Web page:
From there, dig about one to two inches down and bury the vine. Cover the vine with mulch and you’re good to go! While burying the vine isn’t 100% necessary, it has multiple benefits.

First, it gives the vine the chance to set up another root system. This means more nutrients for the plant and a better harvest! Second, it shields the open end from pests. These pests can damage the rest of the vine, and that can damage the entire plant!

Finally, it helps protect the exposed vine from the elements. While the chances that it starts to rot are slim, it’s not zero. And a rotted vine is far worse than one you wouldn’t have trimmed in the first place!

Because of this, we recommend not trimming the vine at all if you’re not willing/able to bury it. While the chances of something bad happening are usually slim, if you don’t care for it properly after the fact it can damage the entire plant and lead to less than ideal results.


FAQ

If you still have a few questions after reading through the guide, then you’re not alone. That’s why we came up with this frequently asked question section to answer any lingering questions you might have.

pumpkin vines

Should You Cut Pumpkin Vines?

If you cut the right vines and treat them correctly you should absolutely cut pumpkin vines! Cutting pumpkin vines allows you to divert nutrients and energy from unproductive vines and vine growth to fruit growth.

This means you get more and larger pumpkins, which is exactly what you want! Not only that, but it also allows you to keep your pumpkin plants manageable, which is a pretty big deal all on its own!

When Should You Cut Pumpkins off the Vine?

You put in all that work to grow the pumpkins, so you need to ensure that you harvest them the right way. You know a pumpkin is ready to harvest when the entire pumpkin is the correct color and the rind is hard. If you can indent the pumpkin with a fingernail, then it’s too early to pick!

If you pick a pumpkin too early, they will start to shrivel up in just a few days, and won’t taste right. That’s not what you’re looking for whether you’re looking to harvest them for a pie or as a fall decoration!

Can You Leave Pumpkins on the Vine Too Long?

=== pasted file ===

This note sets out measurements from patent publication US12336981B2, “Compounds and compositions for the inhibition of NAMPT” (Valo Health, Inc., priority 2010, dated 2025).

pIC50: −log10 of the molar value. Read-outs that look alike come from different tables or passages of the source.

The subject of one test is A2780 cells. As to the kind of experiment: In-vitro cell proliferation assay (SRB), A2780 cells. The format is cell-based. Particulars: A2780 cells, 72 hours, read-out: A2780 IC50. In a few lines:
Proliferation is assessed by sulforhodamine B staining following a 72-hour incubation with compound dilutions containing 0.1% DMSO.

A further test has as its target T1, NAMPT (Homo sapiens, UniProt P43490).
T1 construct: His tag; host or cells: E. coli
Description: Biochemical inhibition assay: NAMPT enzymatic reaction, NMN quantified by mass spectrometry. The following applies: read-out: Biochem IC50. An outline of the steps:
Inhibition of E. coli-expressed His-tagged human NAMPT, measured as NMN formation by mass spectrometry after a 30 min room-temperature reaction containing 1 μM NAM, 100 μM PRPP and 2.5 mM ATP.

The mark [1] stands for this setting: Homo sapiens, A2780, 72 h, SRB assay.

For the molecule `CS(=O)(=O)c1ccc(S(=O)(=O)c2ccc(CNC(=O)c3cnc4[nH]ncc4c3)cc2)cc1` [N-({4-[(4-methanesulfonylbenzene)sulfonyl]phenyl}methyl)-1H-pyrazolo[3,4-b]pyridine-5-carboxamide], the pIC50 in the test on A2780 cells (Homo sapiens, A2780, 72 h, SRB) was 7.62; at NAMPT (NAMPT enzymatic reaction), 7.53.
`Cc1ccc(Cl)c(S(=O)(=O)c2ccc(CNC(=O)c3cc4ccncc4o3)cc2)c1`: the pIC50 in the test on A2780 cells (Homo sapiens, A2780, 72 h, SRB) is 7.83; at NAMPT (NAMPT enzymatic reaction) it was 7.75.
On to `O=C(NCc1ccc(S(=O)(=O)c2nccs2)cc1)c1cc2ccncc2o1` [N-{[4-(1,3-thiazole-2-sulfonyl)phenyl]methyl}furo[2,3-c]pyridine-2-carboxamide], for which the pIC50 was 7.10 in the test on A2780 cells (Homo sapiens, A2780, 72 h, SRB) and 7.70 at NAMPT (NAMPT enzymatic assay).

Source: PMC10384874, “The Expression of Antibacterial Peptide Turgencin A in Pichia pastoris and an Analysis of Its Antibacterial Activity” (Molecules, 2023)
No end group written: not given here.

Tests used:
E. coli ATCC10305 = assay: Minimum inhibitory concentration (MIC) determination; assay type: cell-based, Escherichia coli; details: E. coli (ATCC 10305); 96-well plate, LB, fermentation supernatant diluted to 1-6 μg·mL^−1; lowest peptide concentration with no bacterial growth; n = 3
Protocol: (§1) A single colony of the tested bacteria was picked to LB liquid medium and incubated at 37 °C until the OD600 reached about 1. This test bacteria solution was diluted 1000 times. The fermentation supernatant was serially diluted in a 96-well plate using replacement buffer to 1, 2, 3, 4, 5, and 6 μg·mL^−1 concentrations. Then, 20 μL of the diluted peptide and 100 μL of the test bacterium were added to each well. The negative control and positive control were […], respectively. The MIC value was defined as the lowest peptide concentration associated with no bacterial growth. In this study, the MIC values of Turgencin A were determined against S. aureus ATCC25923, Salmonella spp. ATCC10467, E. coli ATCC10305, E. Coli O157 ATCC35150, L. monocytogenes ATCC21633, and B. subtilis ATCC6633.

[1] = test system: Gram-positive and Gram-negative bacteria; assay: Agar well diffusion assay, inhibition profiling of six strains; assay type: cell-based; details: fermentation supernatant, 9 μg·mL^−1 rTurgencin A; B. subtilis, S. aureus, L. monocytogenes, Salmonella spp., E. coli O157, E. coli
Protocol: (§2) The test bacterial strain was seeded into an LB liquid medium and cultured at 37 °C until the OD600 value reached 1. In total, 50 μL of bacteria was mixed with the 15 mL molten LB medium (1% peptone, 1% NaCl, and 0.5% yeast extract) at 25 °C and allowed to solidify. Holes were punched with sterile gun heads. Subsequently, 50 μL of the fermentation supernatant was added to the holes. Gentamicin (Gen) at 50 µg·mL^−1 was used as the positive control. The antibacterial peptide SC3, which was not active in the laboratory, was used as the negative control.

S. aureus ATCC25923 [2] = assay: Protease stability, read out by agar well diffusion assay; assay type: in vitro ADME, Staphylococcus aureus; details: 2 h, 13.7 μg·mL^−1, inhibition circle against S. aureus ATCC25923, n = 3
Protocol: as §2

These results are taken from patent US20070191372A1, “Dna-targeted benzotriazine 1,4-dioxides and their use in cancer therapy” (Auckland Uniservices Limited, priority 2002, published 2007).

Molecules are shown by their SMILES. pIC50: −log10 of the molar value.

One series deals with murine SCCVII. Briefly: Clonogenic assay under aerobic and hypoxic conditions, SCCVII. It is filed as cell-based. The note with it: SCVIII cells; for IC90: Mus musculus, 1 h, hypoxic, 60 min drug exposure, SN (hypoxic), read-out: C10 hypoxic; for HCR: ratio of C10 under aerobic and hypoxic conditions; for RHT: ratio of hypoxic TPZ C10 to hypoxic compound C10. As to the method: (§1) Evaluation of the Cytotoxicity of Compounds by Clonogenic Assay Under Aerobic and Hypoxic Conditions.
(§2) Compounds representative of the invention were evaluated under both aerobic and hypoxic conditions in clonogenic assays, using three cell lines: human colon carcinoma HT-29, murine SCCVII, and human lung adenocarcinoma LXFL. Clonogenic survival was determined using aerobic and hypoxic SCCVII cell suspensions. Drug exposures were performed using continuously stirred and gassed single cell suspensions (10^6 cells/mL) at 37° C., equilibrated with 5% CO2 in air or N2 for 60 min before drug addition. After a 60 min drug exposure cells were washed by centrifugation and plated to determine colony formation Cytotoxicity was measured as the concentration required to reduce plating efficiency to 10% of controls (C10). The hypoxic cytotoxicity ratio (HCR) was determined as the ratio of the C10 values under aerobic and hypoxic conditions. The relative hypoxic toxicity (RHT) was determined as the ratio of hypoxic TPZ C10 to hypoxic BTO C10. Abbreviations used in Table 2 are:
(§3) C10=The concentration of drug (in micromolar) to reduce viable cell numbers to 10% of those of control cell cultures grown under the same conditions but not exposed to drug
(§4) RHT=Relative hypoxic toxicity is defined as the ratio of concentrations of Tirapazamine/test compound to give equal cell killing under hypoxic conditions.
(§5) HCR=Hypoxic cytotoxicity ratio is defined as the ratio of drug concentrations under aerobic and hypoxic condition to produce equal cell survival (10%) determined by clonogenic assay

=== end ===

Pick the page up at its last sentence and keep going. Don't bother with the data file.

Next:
No! As long as you pull the pumpkin before the first frost, there’s no reason you can’t leave it on the vine a bit longer. Pumpkins will only continue to ripen and grow while they’re on the vine, and there is no benefit to picking them earlier.

That means that while you can pick a pumpkin too early, you can’t really pick it too late. So, when in doubt, leave it on the vine a little longer!

How Many Pumpkins Do You Get per Plant?

When you’re getting ready to grow pumpkins, one of the most important questions you need to ask yourself is how many pumpkins you get per plant. Typically, you’ll get two to five pumpkins per plant.

Of course, this depends on the variety. Small miniature pumpkin plants can give you closer to a dozen, while some giant pumpkin varieties will likely only give you one or two.

How Do You Pinch off Pumpkin Vines?

While there are no real special requirements for how you pinch the pumpkin vine, it does matter what you do with them after you pinch them off. Anytime you pinch off a pumpkin vine you should completely submerge it in the soil to keep it from rotting.

You want to put the vine about one to two inches under the soil, and then cover it with mulch. Not only does this help keep it from the elements to prevent rot, but it also helps set up a secondary root system and it keeps pests out. It’s a win-win-win!

When you’re pinching off the pumpkin vines, use a set of shears, otherwise you risk not getting a clean cut, and this increases the chances of rot.


Final Thoughts

While you certainly don’t have to trim or work to control your pumpkin vines, if you’re looking for the best possible results, we highly recommend it. Not only does this give your plant more room to grow, but it diverts nutrients to the gourds for maximum growth.

Novices often plant seeds, water, and hope for the best. Experts know it takes a little more work though. Getting a healthy crop isn’t about luck, it’s about hard work and persistence!